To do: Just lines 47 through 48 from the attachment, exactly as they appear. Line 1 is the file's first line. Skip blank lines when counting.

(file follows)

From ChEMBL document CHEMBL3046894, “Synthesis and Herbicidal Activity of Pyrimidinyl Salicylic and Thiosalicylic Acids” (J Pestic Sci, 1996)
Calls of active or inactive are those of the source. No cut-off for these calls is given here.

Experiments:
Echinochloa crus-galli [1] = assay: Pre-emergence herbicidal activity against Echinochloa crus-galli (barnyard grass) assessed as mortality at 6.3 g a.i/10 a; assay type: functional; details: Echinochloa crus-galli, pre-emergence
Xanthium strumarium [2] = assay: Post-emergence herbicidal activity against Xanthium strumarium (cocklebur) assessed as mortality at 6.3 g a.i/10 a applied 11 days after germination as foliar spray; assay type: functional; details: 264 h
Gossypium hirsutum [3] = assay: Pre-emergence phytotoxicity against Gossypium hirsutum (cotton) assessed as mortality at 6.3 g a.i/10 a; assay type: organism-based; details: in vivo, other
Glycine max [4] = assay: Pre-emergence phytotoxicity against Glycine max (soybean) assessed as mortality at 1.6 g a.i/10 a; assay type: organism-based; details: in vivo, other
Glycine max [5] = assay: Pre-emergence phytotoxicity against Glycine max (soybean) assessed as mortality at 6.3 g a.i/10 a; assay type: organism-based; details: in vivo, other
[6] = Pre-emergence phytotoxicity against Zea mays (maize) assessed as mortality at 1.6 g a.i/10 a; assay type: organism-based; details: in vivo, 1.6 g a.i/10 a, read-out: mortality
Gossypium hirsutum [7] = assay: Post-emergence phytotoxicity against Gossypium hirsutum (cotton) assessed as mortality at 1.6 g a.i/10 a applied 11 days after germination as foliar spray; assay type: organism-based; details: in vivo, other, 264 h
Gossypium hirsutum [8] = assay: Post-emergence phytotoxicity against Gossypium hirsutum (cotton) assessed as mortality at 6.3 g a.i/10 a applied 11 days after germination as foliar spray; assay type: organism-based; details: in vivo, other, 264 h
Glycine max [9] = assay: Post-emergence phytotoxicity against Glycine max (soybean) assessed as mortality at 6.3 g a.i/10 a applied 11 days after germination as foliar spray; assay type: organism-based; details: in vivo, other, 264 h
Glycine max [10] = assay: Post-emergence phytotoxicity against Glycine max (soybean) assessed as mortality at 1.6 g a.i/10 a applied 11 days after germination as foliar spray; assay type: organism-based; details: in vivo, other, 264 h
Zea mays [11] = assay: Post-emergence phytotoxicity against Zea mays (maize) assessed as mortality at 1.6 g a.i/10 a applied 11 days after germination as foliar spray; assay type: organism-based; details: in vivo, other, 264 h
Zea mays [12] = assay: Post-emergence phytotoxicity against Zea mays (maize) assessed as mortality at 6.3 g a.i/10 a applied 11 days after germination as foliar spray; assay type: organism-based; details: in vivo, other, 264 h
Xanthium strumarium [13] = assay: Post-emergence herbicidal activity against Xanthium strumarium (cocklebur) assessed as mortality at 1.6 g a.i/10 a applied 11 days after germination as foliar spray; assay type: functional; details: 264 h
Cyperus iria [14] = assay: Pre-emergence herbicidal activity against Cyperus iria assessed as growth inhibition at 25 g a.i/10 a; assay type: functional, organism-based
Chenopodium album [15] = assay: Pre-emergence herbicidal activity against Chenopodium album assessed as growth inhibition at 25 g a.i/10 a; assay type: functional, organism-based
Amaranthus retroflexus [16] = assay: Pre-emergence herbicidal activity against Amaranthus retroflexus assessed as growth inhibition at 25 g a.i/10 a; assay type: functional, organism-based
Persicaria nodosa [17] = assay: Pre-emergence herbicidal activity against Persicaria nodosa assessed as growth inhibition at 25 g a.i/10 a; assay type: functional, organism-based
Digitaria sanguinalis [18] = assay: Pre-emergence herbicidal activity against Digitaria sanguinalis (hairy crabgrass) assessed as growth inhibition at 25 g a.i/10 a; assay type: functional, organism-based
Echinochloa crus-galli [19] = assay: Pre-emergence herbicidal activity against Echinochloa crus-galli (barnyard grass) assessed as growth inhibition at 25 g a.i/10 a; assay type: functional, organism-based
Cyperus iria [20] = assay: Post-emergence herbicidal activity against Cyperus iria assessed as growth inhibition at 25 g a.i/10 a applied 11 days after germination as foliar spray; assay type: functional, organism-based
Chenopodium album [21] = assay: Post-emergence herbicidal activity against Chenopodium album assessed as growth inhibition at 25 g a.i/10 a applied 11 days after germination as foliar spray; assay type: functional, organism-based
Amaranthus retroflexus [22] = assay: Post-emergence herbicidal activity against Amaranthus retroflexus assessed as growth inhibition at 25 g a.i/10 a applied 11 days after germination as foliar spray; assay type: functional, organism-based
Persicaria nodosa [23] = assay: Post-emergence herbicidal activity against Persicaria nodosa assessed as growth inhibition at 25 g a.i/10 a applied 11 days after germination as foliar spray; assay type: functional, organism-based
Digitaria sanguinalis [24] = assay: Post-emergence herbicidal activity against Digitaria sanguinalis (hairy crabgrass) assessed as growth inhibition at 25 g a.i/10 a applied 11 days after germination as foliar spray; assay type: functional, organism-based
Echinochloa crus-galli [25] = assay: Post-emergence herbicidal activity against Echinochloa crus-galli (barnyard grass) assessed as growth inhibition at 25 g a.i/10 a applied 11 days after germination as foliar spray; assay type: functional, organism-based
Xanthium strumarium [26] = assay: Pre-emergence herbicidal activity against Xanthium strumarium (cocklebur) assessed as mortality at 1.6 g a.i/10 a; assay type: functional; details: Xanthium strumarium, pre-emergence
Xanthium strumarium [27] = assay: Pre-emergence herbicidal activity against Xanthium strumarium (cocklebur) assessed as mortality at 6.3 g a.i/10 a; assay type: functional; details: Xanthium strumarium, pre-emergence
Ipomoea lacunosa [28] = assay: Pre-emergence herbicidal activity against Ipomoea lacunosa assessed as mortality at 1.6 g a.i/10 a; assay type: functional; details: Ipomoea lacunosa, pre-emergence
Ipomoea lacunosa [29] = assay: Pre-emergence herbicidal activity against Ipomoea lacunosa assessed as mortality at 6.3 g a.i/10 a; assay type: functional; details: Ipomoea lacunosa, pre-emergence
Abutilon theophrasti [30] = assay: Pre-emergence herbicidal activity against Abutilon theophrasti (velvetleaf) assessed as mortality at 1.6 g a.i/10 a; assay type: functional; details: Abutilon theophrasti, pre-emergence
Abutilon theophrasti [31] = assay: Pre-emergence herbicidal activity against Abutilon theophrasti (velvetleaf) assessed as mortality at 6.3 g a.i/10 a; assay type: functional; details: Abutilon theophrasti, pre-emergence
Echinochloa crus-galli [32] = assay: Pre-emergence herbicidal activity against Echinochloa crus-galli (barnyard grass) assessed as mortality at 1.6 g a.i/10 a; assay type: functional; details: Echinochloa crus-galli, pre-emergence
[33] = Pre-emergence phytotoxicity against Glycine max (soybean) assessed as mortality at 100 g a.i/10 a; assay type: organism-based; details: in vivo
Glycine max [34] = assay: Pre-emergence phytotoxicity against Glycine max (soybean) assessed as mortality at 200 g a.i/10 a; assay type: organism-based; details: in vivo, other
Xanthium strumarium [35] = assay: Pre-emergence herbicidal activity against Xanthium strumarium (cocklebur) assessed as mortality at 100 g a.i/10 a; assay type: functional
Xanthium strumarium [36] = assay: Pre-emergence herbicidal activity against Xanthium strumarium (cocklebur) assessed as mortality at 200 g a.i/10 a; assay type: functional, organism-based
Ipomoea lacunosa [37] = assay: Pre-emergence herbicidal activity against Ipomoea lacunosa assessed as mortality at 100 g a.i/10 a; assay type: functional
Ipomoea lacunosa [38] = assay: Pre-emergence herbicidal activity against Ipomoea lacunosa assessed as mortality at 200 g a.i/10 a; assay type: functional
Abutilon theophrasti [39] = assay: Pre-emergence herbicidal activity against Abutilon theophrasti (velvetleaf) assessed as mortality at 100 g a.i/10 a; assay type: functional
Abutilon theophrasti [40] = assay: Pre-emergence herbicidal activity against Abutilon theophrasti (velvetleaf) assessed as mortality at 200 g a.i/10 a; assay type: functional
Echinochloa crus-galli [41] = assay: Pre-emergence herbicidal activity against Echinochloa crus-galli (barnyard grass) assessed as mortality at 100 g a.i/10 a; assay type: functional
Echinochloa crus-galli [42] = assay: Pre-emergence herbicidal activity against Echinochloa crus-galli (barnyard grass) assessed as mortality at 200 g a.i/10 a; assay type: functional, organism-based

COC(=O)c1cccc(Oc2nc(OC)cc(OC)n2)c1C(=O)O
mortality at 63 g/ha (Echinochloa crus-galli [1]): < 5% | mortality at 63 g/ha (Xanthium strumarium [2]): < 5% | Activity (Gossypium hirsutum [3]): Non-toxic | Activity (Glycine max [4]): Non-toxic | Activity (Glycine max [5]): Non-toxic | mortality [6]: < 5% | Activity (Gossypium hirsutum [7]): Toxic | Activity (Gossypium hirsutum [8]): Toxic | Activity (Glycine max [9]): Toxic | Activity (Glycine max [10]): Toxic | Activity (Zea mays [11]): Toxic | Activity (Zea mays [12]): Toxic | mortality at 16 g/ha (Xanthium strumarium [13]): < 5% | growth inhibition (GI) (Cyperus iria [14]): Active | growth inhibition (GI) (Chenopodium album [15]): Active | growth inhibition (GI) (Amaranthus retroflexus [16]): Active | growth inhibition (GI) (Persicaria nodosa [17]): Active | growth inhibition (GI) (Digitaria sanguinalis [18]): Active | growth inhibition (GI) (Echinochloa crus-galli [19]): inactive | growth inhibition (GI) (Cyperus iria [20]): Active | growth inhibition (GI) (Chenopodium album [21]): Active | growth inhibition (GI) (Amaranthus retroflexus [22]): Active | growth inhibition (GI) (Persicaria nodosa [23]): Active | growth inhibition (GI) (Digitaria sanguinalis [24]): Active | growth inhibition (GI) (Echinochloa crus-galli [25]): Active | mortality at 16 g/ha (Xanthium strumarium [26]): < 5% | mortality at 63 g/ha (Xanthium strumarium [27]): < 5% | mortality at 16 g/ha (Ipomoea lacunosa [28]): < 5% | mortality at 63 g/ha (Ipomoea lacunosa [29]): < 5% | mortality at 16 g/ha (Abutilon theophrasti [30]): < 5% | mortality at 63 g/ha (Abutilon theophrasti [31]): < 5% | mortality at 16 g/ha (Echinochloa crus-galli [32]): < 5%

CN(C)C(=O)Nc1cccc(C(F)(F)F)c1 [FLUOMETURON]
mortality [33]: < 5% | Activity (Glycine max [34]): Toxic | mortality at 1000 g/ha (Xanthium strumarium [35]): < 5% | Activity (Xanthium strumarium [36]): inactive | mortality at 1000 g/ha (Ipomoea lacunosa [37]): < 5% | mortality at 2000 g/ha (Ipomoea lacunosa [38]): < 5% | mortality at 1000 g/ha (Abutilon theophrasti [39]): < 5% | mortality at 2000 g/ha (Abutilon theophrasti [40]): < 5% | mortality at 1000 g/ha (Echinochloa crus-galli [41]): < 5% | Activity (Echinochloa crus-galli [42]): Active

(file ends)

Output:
mortality at 63 g/ha (Echinochloa crus-galli [1]): < 5% | mortality at 63 g/ha (Xanthium strumarium [2]): < 5% | Activity (Gossypium hirsutum [3]): Non-toxic | Activity (Glycine max [4]): Non-toxic | Activity (Glycine max [5]): Non-toxic | mortality [6]: < 5% | Activity (Gossypium hirsutum [7]): Toxic | Activity (Gossypium hirsutum [8]): Toxic | Activity (Glycine max [9]): Toxic | Activity (Glycine max [10]): Toxic | Activity (Zea mays [11]): Toxic | Activity (Zea mays [12]): Toxic | mortality at 16 g/ha (Xanthium strumarium [13]): < 5% | growth inhibition (GI) (Cyperus iria [14]): Active | growth inhibition (GI) (Chenopodium album [15]): Active | growth inhibition (GI) (Amaranthus retroflexus [16]): Active | growth inhibition (GI) (Persicaria nodosa [17]): Active | growth inhibition (GI) (Digitaria sanguinalis [18]): Active | growth inhibition (GI) (Echinochloa crus-galli [19]): inactive | growth inhibition (GI) (Cyperus iria [20]): Active | growth inhibition (GI) (Chenopodium album [21]): Active | growth inhibition (GI) (Amaranthus retroflexus [22]): Active | growth inhibition (GI) (Persicaria nodosa [23]): Active | growth inhibition (GI) (Digitaria sanguinalis [24]): Active | growth inhibition (GI) (Echinochloa crus-galli [25]): Active | mortality at 16 g/ha (Xanthium strumarium [26]): < 5% | mortality at 63 g/ha (Xanthium strumarium [27]): < 5% | mortality at 16 g/ha (Ipomoea lacunosa [28]): < 5% | mortality at 63 g/ha (Ipomoea lacunosa [29]): < 5% | mortality at 16 g/ha (Abutilon theophrasti [30]): < 5% | mortality at 63 g/ha (Abutilon theophrasti [31]): < 5% | mortality at 16 g/ha (Echinochloa crus-galli [32]): < 5%

CN(C)C(=O)Nc1cccc(C(F)(F)F)c1 [FLUOMETURON]